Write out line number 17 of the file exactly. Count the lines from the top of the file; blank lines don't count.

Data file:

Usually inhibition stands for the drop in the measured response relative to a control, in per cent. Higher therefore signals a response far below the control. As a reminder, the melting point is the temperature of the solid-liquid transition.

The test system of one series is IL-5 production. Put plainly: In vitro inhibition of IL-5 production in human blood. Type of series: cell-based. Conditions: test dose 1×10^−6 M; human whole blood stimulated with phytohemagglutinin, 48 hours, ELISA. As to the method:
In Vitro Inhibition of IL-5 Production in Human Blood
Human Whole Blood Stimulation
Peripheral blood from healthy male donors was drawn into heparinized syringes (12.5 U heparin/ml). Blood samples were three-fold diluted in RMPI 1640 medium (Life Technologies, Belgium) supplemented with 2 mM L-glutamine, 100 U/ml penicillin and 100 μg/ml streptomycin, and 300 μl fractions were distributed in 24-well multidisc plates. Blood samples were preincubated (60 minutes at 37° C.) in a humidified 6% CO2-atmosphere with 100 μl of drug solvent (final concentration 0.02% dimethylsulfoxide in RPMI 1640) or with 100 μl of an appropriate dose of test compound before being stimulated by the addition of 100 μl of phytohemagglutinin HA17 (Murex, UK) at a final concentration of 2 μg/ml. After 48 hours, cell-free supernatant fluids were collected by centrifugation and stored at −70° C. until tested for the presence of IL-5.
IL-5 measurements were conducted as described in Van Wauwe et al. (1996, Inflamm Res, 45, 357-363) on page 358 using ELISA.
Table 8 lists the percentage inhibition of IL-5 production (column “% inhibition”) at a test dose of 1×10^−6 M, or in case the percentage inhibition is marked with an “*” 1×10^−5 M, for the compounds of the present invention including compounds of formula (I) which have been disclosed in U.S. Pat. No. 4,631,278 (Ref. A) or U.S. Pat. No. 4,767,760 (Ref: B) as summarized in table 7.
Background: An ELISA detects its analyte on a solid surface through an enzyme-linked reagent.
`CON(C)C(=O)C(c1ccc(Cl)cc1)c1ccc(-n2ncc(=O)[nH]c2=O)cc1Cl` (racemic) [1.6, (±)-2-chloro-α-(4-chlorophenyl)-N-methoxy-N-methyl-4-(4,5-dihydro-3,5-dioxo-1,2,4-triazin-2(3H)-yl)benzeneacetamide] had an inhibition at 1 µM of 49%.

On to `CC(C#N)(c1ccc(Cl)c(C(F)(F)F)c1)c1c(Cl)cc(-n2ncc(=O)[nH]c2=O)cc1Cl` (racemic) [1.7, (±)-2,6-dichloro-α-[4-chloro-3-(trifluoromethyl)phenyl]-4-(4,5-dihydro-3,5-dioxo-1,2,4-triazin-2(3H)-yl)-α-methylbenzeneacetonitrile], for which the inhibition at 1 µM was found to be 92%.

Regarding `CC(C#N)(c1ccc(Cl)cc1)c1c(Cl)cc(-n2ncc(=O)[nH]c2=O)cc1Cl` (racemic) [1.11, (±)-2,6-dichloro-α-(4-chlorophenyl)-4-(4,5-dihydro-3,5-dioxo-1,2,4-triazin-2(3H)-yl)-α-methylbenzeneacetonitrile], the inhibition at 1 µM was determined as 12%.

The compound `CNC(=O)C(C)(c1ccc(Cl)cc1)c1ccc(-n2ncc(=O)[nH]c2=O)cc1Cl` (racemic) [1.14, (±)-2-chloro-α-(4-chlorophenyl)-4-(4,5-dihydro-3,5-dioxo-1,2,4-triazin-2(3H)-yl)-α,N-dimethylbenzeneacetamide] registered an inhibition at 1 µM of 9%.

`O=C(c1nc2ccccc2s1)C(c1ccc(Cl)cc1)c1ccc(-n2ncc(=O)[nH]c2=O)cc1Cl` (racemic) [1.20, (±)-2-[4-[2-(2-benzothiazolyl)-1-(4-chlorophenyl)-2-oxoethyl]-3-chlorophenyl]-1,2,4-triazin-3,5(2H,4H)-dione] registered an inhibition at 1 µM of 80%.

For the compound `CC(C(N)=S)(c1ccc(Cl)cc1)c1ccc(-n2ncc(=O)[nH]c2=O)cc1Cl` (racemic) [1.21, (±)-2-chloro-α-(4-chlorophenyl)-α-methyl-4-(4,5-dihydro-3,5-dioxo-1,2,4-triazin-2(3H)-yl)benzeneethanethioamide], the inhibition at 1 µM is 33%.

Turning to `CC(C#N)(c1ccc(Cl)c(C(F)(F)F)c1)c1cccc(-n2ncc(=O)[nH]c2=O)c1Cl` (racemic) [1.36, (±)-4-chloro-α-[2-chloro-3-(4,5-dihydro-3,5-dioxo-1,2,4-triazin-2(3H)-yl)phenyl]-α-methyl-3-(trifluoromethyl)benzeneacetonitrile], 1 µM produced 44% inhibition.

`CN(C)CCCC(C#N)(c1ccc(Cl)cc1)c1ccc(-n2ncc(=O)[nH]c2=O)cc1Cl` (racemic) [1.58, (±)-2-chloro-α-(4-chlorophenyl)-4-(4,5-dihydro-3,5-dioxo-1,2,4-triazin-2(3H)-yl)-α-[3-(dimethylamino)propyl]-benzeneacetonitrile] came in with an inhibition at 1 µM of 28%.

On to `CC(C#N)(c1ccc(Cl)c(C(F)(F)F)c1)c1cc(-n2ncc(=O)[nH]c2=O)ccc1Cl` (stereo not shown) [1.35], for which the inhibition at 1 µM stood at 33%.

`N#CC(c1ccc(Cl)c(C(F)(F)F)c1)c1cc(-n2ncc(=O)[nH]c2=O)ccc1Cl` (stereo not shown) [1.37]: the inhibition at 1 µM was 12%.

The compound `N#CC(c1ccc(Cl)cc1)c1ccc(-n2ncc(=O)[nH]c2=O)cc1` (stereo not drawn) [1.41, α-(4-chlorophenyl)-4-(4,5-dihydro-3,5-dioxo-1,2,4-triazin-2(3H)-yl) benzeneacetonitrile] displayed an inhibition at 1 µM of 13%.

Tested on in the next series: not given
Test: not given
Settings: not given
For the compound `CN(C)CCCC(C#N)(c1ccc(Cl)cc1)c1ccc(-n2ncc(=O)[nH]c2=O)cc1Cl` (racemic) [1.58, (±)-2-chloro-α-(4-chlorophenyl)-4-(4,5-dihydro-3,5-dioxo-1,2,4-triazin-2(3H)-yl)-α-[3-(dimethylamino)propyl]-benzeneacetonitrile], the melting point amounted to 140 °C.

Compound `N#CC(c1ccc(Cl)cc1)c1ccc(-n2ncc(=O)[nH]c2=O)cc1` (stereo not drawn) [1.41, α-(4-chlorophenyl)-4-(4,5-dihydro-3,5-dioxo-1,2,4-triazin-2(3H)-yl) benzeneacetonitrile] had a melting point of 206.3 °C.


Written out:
On to `CC(C#N)(c1ccc(Cl)c(C(F)(F)F)c1)c1cc(-n2ncc(=O)[nH]c2=O)ccc1Cl` (stereo not shown) [1.35], for which the inhibition at 1 µM stood at 33%.